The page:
Bought from Amazon (5 books)
Catching Fire – Suzanne Collins ($8.97)
Mockingjay – Suzanne Collins ($7.98)
Big Machine – Victor LaValle ($10.95)
The Year of the Flood – Margaret Atwood ($8.22)
The Bad Girl – Mario Vargas Llosa ($4.95)

Sometimes you have to buy new books. It’s unavoidable! You might have a book club meeting coming up, and nobody wants to give the right thing away on BookMooch. Sometimes someone loans you The Hunger Games, but doesn’t follow through with the rest of the trilogy, and your mom thinks she has Catching Fire, but maybe she loaned it to someone else, and you are going nuts wondering what happens to Katniss and Peeta and Prim and Gale and Buttercup, and nine bucks is actually a pretty good price for a hardcover. Sometimes you just really want to know what Margaret Atwood has been up to. I regret none of these purchases.

Emailed by my aunt (One book)
• Good Kings, Bad Kings – Susan Nussbaum

When your aunt emails you the novel she’s been working on and asks for your opinion, the potential for catastrophe and Thanksgiving awkwardness is always looming, ominously. Fortunately, my aunt’s book was funny, fantastic and infuriating. I’m not the only one who thinks so—Good Kings, Bad Kings just won the PEN/Bellwether Prize and will be published next spring. Crisis averted. The best way to swing this is to find a friend who is on the brink of writing the next Great American Novel, and say, “I would love to look it over, if you feel comfortable with that.” This is also the most fiscally responsible way to acquire books, because once the book is published, you can ask your friend for a signed copy in exchange for all of your helpful comments. Later on, you can sell your signed copies to finance your retirement.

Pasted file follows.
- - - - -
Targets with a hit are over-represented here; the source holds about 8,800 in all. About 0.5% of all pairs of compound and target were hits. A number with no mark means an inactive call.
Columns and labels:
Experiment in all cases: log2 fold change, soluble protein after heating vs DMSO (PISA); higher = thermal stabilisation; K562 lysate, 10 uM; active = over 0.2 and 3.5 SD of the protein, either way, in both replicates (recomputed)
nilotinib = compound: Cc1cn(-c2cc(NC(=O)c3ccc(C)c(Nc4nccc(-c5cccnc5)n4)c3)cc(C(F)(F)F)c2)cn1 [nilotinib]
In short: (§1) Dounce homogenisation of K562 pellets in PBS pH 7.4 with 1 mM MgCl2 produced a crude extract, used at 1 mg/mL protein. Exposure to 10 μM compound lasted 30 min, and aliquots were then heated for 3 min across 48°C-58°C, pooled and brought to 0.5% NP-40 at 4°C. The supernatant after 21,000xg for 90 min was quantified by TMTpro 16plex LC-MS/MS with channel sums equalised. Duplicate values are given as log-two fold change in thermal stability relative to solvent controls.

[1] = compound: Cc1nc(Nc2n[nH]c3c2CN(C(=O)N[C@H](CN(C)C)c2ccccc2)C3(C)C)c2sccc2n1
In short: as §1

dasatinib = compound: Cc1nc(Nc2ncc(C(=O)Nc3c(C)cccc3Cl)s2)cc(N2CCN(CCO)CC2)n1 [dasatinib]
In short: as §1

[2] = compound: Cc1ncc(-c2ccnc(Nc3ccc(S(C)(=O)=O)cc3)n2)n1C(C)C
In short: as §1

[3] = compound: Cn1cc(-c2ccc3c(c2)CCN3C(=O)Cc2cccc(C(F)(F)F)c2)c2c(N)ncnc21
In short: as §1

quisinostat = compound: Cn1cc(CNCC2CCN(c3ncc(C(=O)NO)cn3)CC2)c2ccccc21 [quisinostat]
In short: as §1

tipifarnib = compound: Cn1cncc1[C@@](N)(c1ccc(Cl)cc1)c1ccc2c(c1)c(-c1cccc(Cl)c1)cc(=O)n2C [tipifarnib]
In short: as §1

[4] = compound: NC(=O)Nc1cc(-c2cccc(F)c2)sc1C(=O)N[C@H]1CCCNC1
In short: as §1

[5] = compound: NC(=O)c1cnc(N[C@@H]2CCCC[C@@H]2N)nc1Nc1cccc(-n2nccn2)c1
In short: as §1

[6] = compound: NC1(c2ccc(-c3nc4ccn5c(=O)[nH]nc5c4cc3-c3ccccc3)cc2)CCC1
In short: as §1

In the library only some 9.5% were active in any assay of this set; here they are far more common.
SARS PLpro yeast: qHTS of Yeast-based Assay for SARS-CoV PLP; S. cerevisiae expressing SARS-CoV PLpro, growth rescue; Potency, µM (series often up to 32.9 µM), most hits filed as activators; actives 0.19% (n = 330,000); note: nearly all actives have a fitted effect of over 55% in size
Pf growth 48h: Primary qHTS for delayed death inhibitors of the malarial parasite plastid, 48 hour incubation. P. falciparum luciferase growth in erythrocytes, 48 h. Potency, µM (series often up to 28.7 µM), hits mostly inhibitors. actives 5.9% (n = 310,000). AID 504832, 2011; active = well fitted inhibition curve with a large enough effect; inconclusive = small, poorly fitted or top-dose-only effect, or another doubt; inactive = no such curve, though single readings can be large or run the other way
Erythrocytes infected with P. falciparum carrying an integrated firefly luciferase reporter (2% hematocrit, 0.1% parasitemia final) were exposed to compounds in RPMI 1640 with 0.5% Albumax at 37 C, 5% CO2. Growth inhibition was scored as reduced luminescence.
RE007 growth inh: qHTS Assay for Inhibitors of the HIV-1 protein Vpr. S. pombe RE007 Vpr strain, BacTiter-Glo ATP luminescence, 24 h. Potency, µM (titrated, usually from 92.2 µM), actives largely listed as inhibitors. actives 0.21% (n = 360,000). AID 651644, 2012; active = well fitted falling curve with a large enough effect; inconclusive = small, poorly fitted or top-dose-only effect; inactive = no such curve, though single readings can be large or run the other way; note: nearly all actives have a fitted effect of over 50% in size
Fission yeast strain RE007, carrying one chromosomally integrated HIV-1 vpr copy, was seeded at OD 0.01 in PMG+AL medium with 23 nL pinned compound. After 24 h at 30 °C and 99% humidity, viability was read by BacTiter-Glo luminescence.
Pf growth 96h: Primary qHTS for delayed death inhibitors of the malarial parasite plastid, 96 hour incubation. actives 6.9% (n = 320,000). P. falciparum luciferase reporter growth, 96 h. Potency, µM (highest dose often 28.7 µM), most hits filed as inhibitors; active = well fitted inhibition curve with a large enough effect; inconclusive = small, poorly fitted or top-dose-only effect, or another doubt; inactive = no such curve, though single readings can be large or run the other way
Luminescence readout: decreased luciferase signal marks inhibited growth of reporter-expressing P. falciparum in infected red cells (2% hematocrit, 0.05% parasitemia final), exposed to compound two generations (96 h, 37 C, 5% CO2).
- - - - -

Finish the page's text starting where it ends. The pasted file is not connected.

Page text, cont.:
Elise Nussbaum lives in Jersey City with a husband and a cat. She is currently blogging her closet at dressopotamia.blogspot.com. Photo: Shutterhacks/Flickr

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26 Comments / Post A Comment

<3 the Amazon wishlist. However, maybe I'm just doing something wrong, but it seems like if you add a (paper) version of a book to your wishlist, there is no easy way to buy the Kindle version, or even *see* those books on your Kindle. It seems like a major oversight.

My girlfriend bought me a couple of really great books off there for my birthday in May, but I still haven't finished them because I mostly read during my commute, and one of them is a huge massive tome and the other has a slightly embarrassing title, so I don't usually read them on the train. While there is something to be said for the physicality of a book as a gift, I think I'd rather have the Kindle versions.